We can't police online hate speech

· Essay

As mass shootings and acts of domestic terrorism become tragically regular, authorities have started pointing their fingers at social media and the broader internet. They blame the rise of these atrocities on online hate speech and call for greater policing of online spaces. Among the strategies they’ve suggested, and in some cases implemented, are automated removal of comments, deplatforming particular individuals, and outright banning entire websites. What they’re missing, though, is that policing hate speech is far more complicated than banning a website.

It’s hard to define

Before you can start to police it, you first have to define what hate speech is - it’s a lot harder than you expect. Intuitively, we understand it as speech (or written words) that in some way attack an individual or group. But what are the specifics? Is it hate speech if it isn’t intended to attack someone? Is it hate speech if you’re quoting someone? What about sarcasm and satire? Is it still hate speech if no one takes any offence?

The problem here is that hate speech falls into the broader category of the taboo, and taboos vary dramatically from subculture to subculture, and even between individuals. Combine that with the worldwide mixing pot that is the Internet, which brings its own subsubcultures through Facebook groups and forums and YouTube fandoms and subreddits, and it becomes nearly impossible to say conclusively whether a post or comment is hate speech; what may be the funniest meme I’ve seen today might be something completely heinous to you, and something meaningless and trivial to someone else.

This is what Internet sociologists refer to as ‘ambivalence’. That’s the idea that everything on the Internet isn’t just one side of the coin– it’s both sides of several coins, because a lot of different people coming from a lot of different cultures and subcultures are going to interpret it in their own unique way. That makes it very difficult to make rules about what is and isn’t okay, because at the end of the day, it depends.

It’s hard to police

Even if we could make rules, it’s tough to actually enforce them. Either we have a human team who interpret those rules and enforce them differently, or we have a computer that fails spectacularly. It’s incredibly difficult to write a program or AI that understands meaning instead of just banning specific words, and doing that puts us back at square one deciding which words to ban and why. Even then, it’s very easy to circumvent automated bans by just rephrasing a little.

Alternatively, we could ban individuals or entire websites, but that doesn’t really work either. There are a myriad of tools for individuals to get around blocks to their profile or their particular device, but in most cases they can simply make a new profile and get right back to it. Even if the website they’re posting on gets taken down, the sheer number of platforms on the web makes it all too easy for individuals or groups to just migrate to a new space and take root.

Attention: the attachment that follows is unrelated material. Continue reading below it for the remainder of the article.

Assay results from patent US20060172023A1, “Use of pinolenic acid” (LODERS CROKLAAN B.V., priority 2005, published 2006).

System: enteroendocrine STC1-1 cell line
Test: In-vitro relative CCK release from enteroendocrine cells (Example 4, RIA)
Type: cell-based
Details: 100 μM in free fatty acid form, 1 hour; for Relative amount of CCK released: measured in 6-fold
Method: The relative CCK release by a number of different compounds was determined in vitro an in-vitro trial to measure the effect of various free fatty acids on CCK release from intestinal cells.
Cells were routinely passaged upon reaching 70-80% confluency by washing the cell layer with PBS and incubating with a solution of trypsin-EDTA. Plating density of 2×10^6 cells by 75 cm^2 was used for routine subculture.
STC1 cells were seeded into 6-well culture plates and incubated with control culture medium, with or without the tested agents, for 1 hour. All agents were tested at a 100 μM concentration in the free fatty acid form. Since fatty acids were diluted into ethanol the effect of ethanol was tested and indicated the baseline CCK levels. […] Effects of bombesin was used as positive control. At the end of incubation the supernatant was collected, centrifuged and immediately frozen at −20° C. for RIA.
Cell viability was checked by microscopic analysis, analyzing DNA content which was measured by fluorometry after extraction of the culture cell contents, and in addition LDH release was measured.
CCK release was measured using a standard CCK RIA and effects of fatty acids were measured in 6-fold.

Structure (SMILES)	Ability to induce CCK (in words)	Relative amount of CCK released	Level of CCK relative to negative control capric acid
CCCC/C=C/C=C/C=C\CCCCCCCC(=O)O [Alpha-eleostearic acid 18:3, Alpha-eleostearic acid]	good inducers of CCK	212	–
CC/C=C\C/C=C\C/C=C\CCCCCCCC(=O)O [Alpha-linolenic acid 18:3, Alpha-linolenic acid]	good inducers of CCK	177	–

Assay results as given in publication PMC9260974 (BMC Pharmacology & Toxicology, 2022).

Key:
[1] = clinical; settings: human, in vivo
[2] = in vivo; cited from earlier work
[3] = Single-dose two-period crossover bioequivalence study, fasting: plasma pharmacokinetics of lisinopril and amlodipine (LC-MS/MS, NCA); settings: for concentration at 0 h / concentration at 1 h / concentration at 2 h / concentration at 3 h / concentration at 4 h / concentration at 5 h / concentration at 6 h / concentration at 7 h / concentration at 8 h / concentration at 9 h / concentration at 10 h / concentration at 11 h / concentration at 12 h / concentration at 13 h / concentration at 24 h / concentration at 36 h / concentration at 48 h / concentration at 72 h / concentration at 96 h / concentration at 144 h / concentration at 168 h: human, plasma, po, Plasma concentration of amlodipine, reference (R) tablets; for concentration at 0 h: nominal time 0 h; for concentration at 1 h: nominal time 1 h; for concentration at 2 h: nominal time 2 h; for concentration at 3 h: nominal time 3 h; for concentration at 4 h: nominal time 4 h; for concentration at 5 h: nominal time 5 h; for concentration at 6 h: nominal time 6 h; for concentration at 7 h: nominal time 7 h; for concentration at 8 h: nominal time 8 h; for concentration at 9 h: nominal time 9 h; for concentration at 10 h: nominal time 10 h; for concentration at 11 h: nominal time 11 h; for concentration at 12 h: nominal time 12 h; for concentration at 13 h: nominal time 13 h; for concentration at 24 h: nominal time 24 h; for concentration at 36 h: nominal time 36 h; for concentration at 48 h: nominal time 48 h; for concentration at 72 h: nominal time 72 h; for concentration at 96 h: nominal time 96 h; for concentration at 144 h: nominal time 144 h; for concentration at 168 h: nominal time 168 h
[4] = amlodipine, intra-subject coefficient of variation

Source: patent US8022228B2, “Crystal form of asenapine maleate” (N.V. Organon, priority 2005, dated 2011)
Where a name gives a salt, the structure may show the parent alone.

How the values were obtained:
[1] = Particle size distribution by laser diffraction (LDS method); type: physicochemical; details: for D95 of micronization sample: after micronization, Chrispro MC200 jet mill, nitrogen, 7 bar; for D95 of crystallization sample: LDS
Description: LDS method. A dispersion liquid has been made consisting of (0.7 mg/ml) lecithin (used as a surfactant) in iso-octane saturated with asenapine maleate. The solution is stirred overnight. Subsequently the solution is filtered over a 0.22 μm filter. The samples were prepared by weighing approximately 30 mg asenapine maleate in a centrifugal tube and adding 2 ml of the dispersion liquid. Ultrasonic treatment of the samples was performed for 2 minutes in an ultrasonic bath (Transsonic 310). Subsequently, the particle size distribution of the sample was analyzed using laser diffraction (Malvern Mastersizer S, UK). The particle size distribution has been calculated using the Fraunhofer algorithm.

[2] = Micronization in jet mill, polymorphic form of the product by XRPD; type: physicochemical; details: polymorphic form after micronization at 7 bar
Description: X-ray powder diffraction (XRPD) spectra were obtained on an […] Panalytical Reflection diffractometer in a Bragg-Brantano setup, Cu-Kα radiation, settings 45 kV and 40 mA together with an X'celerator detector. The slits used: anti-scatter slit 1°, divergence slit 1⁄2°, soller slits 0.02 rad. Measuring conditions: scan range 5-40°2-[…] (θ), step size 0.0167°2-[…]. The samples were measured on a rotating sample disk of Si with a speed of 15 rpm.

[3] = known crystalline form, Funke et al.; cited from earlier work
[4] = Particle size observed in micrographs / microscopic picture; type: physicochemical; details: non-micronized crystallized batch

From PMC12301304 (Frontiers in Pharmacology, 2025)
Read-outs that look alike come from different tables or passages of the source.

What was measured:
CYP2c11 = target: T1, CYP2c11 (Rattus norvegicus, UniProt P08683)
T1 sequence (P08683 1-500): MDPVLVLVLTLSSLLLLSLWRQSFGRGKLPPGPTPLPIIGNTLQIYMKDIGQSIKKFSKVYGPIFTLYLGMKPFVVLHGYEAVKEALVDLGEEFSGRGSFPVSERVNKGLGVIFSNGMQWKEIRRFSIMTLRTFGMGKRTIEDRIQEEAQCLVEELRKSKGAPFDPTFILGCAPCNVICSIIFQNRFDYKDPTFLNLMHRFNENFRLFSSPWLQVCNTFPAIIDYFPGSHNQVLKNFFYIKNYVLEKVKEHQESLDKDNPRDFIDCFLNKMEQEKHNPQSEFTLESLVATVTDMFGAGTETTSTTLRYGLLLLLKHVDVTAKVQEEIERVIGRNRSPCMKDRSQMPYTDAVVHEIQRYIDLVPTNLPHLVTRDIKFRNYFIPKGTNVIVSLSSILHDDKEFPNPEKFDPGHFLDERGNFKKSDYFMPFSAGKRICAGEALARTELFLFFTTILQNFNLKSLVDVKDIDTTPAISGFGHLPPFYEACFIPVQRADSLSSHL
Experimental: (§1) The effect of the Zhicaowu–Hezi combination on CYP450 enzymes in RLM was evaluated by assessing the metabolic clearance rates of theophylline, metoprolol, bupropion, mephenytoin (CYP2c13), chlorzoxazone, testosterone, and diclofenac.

Policing may actually make it worse

When individuals and groups do relocate and take root on new platforms, their hateful ideologies and rhetoric can actually spread as they ‘recruit’ from their new homes.

Even supposing we could find a way to effectively silence hate speakers on the web, we’re not really tackling the problem; just because people aren’t speaking hate, it doesn’t mean they don’t still subscribe to it–it just means we aren’t aware of it anymore. In effect, by silencing the troublemakers, we also silence the protestors. If we can’t see or hear the problem, we’re blind to the very thing that we need to be speaking out against.

We need to try something new

As futile as it may seem, we can’t sit idly by and do nothing. We’ve identified that the main problems in policing hate speech are out-of-touch rules made by a governing body, the resources required, and the problems that arise when hate speech is actually hidden. So, what’s our best way forward?

As repulsive as it might sound, our best strategy may be to let hate speech be seen. That doesn’t mean allowing it to be normalised, though. One proposal that works well is up or downvoting: most prominently used on reddit, this system lets users vote on content, with more popular posts and comments being pushed to the top, and unpopular posts being buried, but still visible. This is a fantastic way of ensuring that the rules being used for policing hate speech are workable within a particular context and subculture, because it’s the members of that subculture that are deciding whether it’s okay. On top of that, it’s also a way of letting the hate speaker know that they’ve gotten it wrong without actually harming them or shaming them publically (they’re anonymous, and they only lose fake Internet points). That’s crucial for letting them acknowledge they’re wrong, and reforming them.

This is far from a perfect system, but it’s a new way forward. Above all else, the takeaway here isn’t that we can’t police hate speech at all - it’s that we can’t do it properly with our current top-down, black-and-white mindset.